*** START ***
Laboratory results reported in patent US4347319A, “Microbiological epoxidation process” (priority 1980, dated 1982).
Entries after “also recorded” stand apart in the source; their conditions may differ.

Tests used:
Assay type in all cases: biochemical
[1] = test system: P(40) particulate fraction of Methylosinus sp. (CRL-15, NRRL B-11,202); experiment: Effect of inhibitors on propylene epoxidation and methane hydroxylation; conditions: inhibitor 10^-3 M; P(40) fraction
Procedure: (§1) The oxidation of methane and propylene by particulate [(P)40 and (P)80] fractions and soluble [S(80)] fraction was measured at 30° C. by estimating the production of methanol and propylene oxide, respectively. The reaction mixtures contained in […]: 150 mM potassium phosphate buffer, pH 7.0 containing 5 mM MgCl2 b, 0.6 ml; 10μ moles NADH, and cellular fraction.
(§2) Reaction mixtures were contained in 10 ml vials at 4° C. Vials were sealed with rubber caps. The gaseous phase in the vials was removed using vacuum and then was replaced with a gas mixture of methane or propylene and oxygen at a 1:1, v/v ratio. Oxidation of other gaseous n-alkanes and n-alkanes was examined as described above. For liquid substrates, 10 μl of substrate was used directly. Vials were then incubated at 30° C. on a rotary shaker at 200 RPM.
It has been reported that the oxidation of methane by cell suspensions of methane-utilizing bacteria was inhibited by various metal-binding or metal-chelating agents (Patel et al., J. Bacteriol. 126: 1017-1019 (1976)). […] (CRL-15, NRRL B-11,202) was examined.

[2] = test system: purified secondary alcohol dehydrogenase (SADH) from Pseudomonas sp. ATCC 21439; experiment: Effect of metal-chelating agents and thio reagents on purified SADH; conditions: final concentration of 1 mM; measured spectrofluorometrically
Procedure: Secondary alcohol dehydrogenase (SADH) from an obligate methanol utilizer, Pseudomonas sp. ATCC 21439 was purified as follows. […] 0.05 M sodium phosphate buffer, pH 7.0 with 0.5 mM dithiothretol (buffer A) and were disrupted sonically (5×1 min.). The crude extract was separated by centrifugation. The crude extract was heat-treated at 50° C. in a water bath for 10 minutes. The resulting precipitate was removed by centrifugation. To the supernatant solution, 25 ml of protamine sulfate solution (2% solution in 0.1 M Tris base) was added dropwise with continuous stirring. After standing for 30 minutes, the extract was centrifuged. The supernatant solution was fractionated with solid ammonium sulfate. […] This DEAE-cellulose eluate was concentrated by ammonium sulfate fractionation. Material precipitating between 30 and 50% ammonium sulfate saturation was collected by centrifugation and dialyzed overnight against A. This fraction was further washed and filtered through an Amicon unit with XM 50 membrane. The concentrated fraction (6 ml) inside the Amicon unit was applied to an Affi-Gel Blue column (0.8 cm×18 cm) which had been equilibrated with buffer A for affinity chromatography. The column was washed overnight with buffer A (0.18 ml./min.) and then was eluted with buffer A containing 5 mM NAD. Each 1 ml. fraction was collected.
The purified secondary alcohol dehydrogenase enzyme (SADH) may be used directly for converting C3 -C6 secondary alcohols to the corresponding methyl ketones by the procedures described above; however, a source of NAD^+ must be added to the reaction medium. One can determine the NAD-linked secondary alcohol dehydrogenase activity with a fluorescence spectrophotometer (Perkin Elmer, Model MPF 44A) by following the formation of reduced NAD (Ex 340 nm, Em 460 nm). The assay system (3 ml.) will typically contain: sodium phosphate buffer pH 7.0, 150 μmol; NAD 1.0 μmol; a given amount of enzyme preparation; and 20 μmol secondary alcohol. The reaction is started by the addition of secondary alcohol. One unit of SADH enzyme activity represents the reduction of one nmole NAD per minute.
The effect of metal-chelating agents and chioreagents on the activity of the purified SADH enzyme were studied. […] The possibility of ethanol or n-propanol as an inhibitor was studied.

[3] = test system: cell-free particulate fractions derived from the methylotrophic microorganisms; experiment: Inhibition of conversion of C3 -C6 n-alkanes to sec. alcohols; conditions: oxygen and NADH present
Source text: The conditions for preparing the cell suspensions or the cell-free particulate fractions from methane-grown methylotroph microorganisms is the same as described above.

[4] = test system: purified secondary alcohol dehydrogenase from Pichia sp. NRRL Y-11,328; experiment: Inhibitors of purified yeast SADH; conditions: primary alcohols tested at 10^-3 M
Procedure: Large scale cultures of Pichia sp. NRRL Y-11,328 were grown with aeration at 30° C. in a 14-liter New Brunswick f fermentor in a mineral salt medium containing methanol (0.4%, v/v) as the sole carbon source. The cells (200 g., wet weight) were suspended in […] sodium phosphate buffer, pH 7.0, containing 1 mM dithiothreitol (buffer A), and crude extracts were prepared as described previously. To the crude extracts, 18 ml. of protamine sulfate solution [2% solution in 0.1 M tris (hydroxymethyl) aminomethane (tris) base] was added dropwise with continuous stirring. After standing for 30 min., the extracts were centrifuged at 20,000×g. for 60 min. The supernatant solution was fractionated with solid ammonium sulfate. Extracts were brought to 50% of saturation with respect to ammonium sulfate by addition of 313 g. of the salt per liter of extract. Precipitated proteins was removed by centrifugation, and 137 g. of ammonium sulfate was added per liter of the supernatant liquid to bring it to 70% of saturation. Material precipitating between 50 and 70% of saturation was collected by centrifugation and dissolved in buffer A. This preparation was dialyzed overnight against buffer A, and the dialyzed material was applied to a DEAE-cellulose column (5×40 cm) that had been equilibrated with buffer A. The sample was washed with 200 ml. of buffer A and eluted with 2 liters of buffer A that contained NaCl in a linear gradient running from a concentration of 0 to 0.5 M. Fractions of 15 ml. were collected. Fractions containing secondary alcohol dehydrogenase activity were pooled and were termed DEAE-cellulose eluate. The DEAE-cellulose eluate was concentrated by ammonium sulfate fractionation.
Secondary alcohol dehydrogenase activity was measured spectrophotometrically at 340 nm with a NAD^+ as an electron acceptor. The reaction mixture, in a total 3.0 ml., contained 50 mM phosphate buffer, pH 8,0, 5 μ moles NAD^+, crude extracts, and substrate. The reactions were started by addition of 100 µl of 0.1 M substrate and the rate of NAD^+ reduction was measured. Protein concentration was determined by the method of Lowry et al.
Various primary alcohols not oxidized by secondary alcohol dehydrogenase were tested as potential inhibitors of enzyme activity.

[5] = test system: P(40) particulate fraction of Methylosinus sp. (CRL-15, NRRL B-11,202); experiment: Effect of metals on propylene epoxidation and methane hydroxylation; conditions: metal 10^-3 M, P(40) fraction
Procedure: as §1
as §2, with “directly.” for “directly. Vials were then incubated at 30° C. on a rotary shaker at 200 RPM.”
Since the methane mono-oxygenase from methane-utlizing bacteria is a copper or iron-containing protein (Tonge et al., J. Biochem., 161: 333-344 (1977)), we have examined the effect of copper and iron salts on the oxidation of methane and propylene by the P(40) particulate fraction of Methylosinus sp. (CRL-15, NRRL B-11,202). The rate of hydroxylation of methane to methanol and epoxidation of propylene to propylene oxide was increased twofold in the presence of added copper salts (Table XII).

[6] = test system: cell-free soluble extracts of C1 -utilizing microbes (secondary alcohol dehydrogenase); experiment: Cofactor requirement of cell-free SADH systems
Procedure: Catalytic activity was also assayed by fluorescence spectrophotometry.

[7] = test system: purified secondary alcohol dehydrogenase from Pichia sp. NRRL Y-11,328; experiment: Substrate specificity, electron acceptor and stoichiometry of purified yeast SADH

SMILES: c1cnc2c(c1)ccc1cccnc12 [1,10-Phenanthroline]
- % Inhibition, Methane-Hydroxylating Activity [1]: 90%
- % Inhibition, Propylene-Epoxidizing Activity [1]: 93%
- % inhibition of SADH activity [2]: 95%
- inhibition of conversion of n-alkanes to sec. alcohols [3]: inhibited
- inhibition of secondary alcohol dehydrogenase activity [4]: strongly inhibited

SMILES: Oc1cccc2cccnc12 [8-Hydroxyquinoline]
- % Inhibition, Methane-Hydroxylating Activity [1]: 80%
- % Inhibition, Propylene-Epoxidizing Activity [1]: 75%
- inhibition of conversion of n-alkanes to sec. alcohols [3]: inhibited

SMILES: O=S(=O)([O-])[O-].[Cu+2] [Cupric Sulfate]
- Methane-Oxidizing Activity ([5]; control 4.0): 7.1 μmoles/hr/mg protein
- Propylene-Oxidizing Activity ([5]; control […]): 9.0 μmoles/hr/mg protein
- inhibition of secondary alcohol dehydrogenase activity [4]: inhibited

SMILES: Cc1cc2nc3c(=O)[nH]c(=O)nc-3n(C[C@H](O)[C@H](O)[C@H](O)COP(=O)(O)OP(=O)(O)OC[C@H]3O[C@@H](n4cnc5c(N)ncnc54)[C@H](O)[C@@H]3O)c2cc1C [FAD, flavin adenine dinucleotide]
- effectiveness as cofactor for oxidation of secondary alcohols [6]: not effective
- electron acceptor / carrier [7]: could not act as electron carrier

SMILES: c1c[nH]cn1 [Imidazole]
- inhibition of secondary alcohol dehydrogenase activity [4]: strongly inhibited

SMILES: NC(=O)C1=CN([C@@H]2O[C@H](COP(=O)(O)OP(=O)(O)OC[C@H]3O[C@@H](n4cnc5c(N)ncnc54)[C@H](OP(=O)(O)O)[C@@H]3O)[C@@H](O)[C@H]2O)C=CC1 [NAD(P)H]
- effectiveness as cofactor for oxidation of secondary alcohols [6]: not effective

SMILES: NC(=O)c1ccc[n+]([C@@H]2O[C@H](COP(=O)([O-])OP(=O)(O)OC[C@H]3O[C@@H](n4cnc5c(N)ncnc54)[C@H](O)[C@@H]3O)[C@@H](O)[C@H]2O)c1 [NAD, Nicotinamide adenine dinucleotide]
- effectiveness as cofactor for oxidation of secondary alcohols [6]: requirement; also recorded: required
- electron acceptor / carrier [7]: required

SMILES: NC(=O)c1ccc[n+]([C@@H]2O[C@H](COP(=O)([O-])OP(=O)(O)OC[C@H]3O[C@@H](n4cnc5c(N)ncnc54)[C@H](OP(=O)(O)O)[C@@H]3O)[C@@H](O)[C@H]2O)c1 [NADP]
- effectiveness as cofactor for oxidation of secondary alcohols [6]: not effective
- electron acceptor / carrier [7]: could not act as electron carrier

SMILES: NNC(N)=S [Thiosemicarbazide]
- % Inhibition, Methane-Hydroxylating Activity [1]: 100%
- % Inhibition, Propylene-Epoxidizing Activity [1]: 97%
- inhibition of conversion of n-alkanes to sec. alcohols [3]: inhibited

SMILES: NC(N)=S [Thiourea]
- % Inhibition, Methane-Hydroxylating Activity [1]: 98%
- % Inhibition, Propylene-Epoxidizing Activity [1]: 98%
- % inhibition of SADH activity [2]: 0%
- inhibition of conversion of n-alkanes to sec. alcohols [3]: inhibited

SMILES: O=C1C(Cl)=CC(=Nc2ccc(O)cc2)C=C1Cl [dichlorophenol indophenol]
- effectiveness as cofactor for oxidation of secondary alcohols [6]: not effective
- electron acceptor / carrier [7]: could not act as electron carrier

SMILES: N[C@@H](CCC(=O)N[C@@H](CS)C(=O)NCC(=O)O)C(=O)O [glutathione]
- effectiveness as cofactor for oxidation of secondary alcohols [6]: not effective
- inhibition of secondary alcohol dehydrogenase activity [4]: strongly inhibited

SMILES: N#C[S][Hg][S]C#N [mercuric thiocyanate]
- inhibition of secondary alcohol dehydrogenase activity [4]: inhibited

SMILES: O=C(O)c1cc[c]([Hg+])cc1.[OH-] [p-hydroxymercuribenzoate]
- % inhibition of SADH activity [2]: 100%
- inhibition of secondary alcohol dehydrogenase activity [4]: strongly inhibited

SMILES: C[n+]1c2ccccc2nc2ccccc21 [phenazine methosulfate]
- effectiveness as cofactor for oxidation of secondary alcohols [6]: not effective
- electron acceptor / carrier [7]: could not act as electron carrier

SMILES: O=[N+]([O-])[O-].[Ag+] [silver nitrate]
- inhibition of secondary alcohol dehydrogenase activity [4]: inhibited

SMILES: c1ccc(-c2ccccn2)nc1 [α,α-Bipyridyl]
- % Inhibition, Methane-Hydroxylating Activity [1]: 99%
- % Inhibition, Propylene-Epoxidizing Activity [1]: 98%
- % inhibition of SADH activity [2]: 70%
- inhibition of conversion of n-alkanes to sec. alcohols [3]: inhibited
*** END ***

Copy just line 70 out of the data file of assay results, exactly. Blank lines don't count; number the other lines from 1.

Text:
SMILES: O=C(O)c1cc[c]([Hg+])cc1.[OH-] [p-hydroxymercuribenzoate]